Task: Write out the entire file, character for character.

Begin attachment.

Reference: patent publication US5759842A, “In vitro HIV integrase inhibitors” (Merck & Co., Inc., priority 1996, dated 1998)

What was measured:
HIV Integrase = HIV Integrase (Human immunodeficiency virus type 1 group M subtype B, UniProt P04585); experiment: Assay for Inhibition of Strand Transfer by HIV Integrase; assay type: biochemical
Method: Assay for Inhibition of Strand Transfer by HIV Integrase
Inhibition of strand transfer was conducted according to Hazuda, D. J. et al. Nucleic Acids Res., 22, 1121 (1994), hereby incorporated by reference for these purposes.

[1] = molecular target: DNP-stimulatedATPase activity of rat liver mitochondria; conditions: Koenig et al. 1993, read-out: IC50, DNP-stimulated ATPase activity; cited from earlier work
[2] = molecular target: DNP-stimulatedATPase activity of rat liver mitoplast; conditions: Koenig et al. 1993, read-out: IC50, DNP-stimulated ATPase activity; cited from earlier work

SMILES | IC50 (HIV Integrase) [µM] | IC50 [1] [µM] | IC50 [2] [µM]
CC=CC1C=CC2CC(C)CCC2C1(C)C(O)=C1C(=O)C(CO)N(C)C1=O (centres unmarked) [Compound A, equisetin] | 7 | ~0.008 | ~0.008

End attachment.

Reference: patent publication US5759842A, “In vitro HIV integrase inhibitors” (Merck & Co., Inc., priority 1996, dated 1998)

What was measured:
HIV Integrase = HIV Integrase (Human immunodeficiency virus type 1 group M subtype B, UniProt P04585); experiment: Assay for Inhibition of Strand Transfer by HIV Integrase; assay type: biochemical
Method: Assay for Inhibition of Strand Transfer by HIV Integrase
Inhibition of strand transfer was conducted according to Hazuda, D. J. et al. Nucleic Acids Res., 22, 1121 (1994), hereby incorporated by reference for these purposes.

[1] = molecular target: DNP-stimulatedATPase activity of rat liver mitochondria; conditions: Koenig et al. 1993, read-out: IC50, DNP-stimulated ATPase activity; cited from earlier work
[2] = molecular target: DNP-stimulatedATPase activity of rat liver mitoplast; conditions: Koenig et al. 1993, read-out: IC50, DNP-stimulated ATPase activity; cited from earlier work

SMILES | IC50 (HIV Integrase) [µM] | IC50 [1] [µM] | IC50 [2] [µM]
CC=CC1C=CC2CC(C)CCC2C1(C)C(O)=C1C(=O)C(CO)N(C)C1=O (centres unmarked) [Compound A, equisetin] | 7 | ~0.008 | ~0.008